The salient facts of the case are the following.  The applicant is a Sergeant in the Zimbabwe Republic Police (“ZRP”) now stationed at Gwanda Police Station.  All along and for the past fourteen years, he has been stationed at the National Highway Patrol i.e. ZRP, Traffic Section.  The applicant has been in the police force for around twenty-six years.  On 17 September 2011 at around 1300 hours he was patrolling in the Bulawayo Central Business District using a BMW patrol car registration number ZRP 003461 together with his team members i.e. Constable R. Thebe, Sergeant Nhoti and Constable Marava.  The applicant was the team leader.  They set up a road block along Fort Street, opposite Bakers Inn.  The applicant waved a white omnibus with a red strip registration number ABQ 9523 and it stopped.  The vehicle was attended to by Constable R. Thebe.  The vehicle had an excess of four passengers.  Constable Thebe told the driver of the offence and invited him to pay a US$20 fine.  The driver Owen Kurenga paid the spot fine.  The fine was receipted on Z69J number 1032611 and the driver signed it.  It is not what transpired between the driver and Constable Thebe that is in issue.  It is what is alleged to have transpired between the driver and the applicant that resulted in him being charged under the Police Act [Chapter 11:10].  The gravamen of the charge against him is that he discovered that the driver had photocopies of Route Authority and Operator’s Licence serial numbers 023238 and 029439 respectively.  It is alleged that the applicant got emotional indicating that the papers were invalid and tore them in full view of members of the public.  This conduct is alleged to have reached the ears of his superiors resulting in him being charged under the Police Act.  He was charged for contravening section 34 of the schedule to the Police Act i.e. “Perform a Duty in an Improper Manner”.  The events preceding the charge are the following.   This incident as alluded to, above, occurred on 17 September 2011.  The same evening the applicant was questioned by his superior one Superintendent Mhlanga.  He denied any wrong-doing.  He was questioned once more on 18 September 2011.  He denied wrongdoing again.  On 19 September 2011 he was telephoned by one of his commanders in Harare.  He was instructed to go and surrender the above-mentioned BMW patrol vehicle in Harare the same day.  He was told to bring his entire team with him.  He complied and when they got to Harare they were once more interrogated about the issue.  They all made written reports of their side of the story.  Thereafter, the applicant was with immediate effect transferred from National Traffic to Gwanda Police Station.  The rest of his team were also moved from National Traffic to Nkulumane, Rusape and Mashava Police Stations respectively.  The applicant reported for duty at Gwanda Police Station.  On 3 October 2011 he was telephoned by Assistant Inspector Khabo and advised to attend a disciplinary hearing on 4 October 2011 at 9am at ZRP Southampton Building in Bulawayo.  The latter told him that he was the Prosecutor in the matter.  At that time he was not told of the charge he was facing.  He sought legal representation.  When they got to the hearing his legal practitioner was furnished with a charge sheet and a copy of the synopsis.  The charge sheet reads, inter alia,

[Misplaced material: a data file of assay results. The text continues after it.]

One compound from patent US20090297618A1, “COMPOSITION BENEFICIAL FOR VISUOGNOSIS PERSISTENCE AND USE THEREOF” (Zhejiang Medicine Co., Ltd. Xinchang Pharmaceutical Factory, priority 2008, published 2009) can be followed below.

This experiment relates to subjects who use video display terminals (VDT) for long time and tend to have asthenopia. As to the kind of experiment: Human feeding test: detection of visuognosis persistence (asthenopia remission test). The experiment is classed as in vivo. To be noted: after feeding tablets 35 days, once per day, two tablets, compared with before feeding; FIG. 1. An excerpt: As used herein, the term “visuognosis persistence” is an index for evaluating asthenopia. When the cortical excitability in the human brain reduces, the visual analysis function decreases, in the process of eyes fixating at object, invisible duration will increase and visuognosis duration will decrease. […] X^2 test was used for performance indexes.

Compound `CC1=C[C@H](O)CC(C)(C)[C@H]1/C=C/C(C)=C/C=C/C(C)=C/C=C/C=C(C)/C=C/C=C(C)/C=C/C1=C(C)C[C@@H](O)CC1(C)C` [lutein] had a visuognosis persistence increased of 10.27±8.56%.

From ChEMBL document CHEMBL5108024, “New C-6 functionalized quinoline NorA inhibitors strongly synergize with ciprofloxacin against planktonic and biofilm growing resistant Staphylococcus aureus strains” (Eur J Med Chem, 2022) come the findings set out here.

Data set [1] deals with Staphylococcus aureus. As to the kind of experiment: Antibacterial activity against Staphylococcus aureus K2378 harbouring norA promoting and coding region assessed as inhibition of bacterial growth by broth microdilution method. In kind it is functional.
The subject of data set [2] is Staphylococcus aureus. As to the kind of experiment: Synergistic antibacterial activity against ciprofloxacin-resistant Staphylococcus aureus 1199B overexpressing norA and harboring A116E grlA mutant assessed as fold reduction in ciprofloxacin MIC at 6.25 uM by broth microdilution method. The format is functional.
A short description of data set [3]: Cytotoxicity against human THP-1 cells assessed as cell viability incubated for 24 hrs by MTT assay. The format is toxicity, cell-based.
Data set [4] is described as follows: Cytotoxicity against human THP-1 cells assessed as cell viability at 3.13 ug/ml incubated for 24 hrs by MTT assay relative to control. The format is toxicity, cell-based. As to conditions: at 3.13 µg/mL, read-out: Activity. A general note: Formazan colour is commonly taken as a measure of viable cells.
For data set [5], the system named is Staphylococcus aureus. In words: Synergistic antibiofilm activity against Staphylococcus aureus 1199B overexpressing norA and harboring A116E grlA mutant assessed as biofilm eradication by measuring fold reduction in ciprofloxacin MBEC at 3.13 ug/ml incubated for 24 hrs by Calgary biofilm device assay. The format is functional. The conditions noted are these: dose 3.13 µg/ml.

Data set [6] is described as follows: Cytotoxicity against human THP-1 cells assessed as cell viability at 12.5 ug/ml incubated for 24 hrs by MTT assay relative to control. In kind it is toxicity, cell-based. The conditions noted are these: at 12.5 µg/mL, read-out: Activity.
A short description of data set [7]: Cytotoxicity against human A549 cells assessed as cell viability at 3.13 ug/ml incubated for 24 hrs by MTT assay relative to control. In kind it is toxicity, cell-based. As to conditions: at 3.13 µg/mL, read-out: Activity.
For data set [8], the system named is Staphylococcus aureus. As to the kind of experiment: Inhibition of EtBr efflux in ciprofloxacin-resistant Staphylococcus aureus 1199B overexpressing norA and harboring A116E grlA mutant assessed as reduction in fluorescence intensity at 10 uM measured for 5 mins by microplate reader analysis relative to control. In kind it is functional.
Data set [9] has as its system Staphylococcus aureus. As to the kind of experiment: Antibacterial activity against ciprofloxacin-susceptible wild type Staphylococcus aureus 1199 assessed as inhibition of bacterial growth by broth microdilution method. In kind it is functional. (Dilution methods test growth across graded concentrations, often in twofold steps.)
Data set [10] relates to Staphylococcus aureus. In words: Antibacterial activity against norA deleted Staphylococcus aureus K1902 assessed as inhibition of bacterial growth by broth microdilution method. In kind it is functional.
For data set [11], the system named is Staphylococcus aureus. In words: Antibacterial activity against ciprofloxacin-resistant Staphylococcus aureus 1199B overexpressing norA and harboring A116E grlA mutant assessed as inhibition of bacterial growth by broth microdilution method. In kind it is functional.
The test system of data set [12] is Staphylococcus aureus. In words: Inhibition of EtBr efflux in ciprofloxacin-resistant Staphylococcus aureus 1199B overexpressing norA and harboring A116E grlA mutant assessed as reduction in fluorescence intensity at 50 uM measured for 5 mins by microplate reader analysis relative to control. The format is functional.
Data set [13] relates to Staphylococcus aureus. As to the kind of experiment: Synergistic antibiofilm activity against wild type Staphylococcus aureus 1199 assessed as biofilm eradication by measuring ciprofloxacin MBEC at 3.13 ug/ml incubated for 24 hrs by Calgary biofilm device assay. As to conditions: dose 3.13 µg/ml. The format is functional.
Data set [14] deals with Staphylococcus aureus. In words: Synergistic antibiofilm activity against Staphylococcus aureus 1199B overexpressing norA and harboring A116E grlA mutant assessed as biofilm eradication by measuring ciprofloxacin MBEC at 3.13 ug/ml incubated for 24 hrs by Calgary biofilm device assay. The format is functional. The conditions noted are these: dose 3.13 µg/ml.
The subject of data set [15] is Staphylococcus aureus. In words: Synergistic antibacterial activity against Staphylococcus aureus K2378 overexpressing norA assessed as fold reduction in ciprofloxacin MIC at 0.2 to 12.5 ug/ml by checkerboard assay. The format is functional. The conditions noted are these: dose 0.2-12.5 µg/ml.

“The accused, being a member of the force, did wrongfully and unlawfully perform a duty in an improper manner, that is to say, he tore up a certified copy of the Route Authority Serial Number 023238 and a certified Operators Licence Serial Number 029439 for vehicle number ABQ 9523 to wit a Toyota Hiace, belonging to Sibanda Motors.”